My new Cain/Harper series features Bobby Cain and Harper McCoy, a non-biologic brother-sister team. They grew up in an itinerate, criminal “family” that traveled throughout the Southeast living off the land, doing odd jobs like construction and landscaping, and putting on shows where dancing, singing, skits, and the sale of homemade trinkets helped pay the bills. But the family also runs scams and steals. Bobby came to the group at two months of age when he was scooped up from a Houston bus station where he had been abandoned by his mother. Harper, a year older than Bobby, was purchased from her alcoholic, half-Cherokee mother for $200 and a couple of bottles of whiskey. They were raised by the family, but mostly by the couple known as Uncle Al and Aunt Dixie.

Bobby was given his first knife at age four, and quickly became a master of the weapon. Mainly throwing. By age seven, he was known as Bobby Blade and was the star of the family’s shows. Harper was often the target, as she held balloons, coins, and even spun on a wheel while Bobby hurled blades her way. Bobby was also trained in hunting and in second-story home invasions. He could get into and out of almost anywhere without being detected. Even occupied homes while the owners slept.

Harper was a natural scam artist. She could play almost any role, cry on cue, and pick your pocket, or purse, while you were looking right in her sobbing face.

When Bobby was 12, Harper 13, the FBI took down the family with a handful of warrants from a half a dozen states. Bobby and Harper were adopted by separate families and lost contact for 15 years. Until their paths crossed, during a back ops mission, on the other side of the world. Harper was with the CIA and was running the op. Cain, a skilled assassin who employed his B&E and knife skills to perform missions that don’t exist, was brought in at the last minute after the mission morphed into something requiring his special brand of stealth.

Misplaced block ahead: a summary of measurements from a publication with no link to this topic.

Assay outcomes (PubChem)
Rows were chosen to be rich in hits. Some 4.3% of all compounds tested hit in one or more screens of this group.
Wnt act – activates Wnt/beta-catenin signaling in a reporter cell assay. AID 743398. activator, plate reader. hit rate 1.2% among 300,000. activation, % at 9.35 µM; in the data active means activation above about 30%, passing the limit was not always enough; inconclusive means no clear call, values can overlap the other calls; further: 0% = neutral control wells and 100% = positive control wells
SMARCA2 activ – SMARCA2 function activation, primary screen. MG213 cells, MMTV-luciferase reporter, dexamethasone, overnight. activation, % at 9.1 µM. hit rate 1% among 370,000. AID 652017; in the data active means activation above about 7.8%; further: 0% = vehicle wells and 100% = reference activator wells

They both left military work shortly afterward and are currently private contract fixers. Like P.I.s only much more. They make a formidable team. They are smart, tough, skilled, and not shy about dispensing bodily harm when necessary. In their first adventure (SKIN IN THE GAME), they are tasked with locating a missing Vanderbilt University co-ed who is the granddaughter of a retired Air Force General. This leads them to a small, lake-side Tennessee town and into the world of a dark and deranged killer.

I think the great variability in characters who are private investigators makes for great stories. And as a writer, excellent fodder for character creation and storytelling. It’s why I read P.I. novels and why I write them. As do many of my fellow authors.

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Posted by on January 7, 2020 in Writing